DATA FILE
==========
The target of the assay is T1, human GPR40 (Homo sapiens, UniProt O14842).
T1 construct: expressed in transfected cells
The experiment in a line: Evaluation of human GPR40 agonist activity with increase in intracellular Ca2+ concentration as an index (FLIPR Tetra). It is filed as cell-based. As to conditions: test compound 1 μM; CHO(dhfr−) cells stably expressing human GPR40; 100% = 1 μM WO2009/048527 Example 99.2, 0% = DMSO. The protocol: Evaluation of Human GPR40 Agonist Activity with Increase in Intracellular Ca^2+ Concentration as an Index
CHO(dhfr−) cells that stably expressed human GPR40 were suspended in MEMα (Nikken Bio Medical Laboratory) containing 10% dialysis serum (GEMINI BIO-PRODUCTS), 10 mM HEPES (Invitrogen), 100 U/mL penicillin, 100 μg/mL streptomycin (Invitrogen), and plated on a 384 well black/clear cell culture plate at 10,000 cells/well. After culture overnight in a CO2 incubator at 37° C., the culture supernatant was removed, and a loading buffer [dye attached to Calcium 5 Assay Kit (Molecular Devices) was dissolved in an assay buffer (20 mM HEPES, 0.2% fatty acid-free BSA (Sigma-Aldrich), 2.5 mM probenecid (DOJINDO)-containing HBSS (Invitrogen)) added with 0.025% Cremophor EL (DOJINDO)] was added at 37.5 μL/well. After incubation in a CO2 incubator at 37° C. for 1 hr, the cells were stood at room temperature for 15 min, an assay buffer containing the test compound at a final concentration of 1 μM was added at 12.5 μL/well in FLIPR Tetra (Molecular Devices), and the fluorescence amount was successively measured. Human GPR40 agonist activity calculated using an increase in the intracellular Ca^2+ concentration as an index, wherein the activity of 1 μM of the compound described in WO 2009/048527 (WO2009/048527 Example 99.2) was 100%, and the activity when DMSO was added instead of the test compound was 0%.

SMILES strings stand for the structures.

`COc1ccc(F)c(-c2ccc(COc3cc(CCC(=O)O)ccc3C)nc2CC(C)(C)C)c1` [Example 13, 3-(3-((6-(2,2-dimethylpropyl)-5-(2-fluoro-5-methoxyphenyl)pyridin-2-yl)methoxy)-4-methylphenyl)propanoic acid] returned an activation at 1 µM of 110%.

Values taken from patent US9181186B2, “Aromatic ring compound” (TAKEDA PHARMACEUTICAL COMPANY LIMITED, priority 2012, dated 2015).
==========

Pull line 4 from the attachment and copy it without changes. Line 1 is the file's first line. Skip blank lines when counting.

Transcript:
CHO(dhfr−) cells that stably expressed human GPR40 were suspended in MEMα (Nikken Bio Medical Laboratory) containing 10% dialysis serum (GEMINI BIO-PRODUCTS), 10 mM HEPES (Invitrogen), 100 U/mL penicillin, 100 μg/mL streptomycin (Invitrogen), and plated on a 384 well black/clear cell culture plate at 10,000 cells/well. After culture overnight in a CO2 incubator at 37° C., the culture supernatant was removed, and a loading buffer [dye attached to Calcium 5 Assay Kit (Molecular Devices) was dissolved in an assay buffer (20 mM HEPES, 0.2% fatty acid-free BSA (Sigma-Aldrich), 2.5 mM probenecid (DOJINDO)-containing HBSS (Invitrogen)) added with 0.025% Cremophor EL (DOJINDO)] was added at 37.5 μL/well. After incubation in a CO2 incubator at 37° C. for 1 hr, the cells were stood at room temperature for 15 min, an assay buffer containing the test compound at a final concentration of 1 μM was added at 12.5 μL/well in FLIPR Tetra (Molecular Devices), and the fluorescence amount was successively measured. Human GPR40 agonist activity calculated using an increase in the intracellular Ca^2+ concentration as an index, wherein the activity of 1 μM of the compound described in WO 2009/048527 (WO2009/048527 Example 99.2) was 100%, and the activity when DMSO was added instead of the test compound was 0%.